Week Monday Tuesday Wednesday Thursday Friday Saturday Sunday
8 XT or Rest 15 min E XT or Rest 15 min E Rest 15 min E 18 min LR
7 XT or Rest 15 min E XT or Rest 20 min Ew/ 4 S Rest 15 min E 22 min LR
6 XT or Rest 20 min E XT or Rest 20 min E
w/ 4 US
Rest 15 min E 25 min LR
5 XT or Rest 20 min E XT or Rest 25 min E
w/ 6 S
Rest 15 min E 30 min LR
4 XT or Rest 20 min E XT or Rest 25 min E
w/ 6 US
Rest 20 min E 30 min LR
3 XT or Rest 25 min E XT or Rest 30 min E
w/ 6 S
Rest 20 min E 35 min LR
2 XT or Rest 30 min E XT or Rest 30 min E
w/ 6 US
Rest 20 min E 40 min LR
Race week XT or Rest 30 min E XT or Rest 20 min E
w/ 4 S
Rest 5K RACE!

Every issue of Women’s Running has a new training plan each month. Subscribe now to get the latest info!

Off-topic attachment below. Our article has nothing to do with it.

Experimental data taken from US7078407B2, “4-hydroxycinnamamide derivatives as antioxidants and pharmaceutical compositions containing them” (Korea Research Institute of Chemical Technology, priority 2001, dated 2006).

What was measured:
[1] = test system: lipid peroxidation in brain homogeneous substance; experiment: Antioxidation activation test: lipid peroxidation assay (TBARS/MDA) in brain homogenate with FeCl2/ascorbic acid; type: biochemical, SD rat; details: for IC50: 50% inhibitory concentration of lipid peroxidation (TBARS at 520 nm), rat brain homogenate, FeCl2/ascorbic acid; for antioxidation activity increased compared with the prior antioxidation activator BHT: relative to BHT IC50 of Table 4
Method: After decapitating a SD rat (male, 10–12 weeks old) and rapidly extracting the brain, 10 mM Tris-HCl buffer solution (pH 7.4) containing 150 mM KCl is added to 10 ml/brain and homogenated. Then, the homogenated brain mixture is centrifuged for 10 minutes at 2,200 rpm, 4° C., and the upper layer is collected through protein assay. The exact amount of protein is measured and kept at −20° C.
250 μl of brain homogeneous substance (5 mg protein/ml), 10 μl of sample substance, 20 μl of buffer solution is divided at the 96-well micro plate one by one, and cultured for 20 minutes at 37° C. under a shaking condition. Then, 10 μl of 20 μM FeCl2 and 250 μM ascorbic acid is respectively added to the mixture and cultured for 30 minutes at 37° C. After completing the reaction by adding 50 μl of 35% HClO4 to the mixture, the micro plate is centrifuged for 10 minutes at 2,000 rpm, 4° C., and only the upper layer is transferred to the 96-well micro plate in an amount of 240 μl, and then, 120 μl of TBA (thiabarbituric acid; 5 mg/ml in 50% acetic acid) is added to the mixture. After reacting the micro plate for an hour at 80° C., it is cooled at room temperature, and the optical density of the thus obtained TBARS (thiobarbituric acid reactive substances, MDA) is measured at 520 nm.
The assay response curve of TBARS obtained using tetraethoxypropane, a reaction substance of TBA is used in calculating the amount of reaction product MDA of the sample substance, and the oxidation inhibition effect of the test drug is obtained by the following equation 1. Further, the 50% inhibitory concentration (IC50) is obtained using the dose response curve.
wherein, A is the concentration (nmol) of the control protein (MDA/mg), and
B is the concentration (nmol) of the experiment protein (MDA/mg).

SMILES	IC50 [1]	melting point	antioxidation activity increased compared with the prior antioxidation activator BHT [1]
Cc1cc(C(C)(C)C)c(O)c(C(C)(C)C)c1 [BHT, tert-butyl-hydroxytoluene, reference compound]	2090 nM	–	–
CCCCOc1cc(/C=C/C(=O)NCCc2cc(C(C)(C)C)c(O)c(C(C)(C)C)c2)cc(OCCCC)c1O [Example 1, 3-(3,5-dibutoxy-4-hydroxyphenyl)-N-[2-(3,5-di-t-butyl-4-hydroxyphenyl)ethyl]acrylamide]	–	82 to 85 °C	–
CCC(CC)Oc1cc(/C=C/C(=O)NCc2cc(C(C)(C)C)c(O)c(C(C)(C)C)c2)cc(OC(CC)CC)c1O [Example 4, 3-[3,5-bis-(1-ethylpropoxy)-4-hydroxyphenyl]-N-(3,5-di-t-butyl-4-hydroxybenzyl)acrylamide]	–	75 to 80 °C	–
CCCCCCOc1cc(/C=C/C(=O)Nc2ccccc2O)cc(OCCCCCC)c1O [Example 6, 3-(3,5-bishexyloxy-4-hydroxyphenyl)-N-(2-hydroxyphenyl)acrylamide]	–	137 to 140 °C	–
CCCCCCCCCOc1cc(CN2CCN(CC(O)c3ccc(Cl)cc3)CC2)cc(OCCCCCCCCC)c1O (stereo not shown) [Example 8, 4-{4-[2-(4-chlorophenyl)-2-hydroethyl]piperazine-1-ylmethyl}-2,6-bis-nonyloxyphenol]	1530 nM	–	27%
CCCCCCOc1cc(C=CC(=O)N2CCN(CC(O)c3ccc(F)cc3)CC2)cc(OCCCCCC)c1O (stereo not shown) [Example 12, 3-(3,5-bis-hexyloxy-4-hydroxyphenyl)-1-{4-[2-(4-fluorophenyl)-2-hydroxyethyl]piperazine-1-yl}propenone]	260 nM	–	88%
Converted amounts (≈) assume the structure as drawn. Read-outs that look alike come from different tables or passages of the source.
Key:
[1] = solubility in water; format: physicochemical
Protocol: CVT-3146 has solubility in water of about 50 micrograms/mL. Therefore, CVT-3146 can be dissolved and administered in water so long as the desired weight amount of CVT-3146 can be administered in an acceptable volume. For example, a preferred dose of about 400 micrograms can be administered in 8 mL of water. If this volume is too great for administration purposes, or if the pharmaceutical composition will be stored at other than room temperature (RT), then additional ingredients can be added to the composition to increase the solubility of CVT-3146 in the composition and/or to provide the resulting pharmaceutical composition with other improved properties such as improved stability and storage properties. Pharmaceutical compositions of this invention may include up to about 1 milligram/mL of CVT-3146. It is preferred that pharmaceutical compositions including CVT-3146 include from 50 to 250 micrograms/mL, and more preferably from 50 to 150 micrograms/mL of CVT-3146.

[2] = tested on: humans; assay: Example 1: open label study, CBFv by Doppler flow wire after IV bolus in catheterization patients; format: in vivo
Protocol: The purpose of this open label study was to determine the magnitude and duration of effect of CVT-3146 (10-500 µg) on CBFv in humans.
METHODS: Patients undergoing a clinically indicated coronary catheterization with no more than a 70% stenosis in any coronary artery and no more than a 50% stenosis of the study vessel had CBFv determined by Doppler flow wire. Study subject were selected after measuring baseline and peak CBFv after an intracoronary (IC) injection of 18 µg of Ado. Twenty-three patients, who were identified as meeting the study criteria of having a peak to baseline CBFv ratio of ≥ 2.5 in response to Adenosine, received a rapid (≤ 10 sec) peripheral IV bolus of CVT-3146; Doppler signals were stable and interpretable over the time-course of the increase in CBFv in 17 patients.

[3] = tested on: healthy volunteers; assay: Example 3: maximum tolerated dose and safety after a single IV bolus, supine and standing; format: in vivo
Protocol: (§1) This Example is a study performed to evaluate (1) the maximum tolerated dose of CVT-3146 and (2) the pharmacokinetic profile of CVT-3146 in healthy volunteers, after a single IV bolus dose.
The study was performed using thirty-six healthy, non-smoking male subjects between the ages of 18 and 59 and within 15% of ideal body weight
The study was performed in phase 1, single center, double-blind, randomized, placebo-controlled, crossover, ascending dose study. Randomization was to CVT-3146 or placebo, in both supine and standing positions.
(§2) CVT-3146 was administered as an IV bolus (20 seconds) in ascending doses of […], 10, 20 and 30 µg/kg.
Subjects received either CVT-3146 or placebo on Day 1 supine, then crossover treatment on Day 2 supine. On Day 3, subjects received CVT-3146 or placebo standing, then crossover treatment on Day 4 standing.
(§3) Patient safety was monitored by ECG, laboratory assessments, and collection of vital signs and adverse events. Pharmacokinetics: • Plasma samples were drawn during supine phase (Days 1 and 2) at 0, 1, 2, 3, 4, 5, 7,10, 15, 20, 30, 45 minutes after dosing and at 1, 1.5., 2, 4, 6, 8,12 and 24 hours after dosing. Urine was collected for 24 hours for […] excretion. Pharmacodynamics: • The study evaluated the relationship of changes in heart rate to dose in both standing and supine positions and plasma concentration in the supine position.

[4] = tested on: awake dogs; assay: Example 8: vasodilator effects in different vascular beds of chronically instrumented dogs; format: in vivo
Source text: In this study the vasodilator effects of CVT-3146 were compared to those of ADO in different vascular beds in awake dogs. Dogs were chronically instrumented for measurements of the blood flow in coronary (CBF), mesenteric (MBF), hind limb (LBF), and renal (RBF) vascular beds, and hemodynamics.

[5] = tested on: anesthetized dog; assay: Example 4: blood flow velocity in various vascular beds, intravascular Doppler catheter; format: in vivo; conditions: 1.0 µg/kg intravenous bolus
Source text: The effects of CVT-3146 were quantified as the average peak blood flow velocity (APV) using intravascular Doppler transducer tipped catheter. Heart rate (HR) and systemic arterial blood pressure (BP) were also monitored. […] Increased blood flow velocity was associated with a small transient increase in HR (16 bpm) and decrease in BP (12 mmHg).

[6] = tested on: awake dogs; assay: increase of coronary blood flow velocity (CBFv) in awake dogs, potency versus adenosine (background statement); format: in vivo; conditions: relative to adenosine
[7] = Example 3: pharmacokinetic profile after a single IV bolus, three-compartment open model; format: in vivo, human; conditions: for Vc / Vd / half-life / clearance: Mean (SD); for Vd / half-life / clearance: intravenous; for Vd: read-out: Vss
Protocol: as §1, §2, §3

Best 5K

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With a 5k (or three) logged in your running journal, you are no longer content with just crossing the finish line. You want to do so feeling stronger than before.

Before diving into the plan above, you should be running three to four days per week and able to handle a continuous run of 3.5 miles. The plan takes training up a notch, incorporating higher intensity workouts, to set you up for your best 5k yet.

Week Monday Tuesday Wednesday Thursday Friday Saturday Sunday
8 XT or Rest I: 4 x 400 meters XT 3 miles E Rest 2 miles E 3.5 miles LR
7 XT or Rest I: 5 x 400 meters XT 1 mile FT Rest 2 miles E 4 miles LR
6 XT or Rest 3m E XT 1.5 miles FT Rest 2.5 miles E 4 miles LR
5 XT or Rest I: 2 x 800
meters +
2 x 200
meters
XT 1.5 miles FT Rest 2.5 miles E 4.5 miles LR
4 XT or Rest I: 6 x 400
meters
XT 3.5 miles E Rest 3 miles E 5 miles LR
3 XT or Rest 4m E XT 2 miles FT Rest 3 miles E 6 miles LR
2 XT or Rest I: 3 x 800 meters +
2 x 200
meters
XT 1 miles FT Rest 3 miles E 5 miles LR
Race week XT or Rest I: 4 x 400
meters
XT 3 miles E Rest 5K RACE!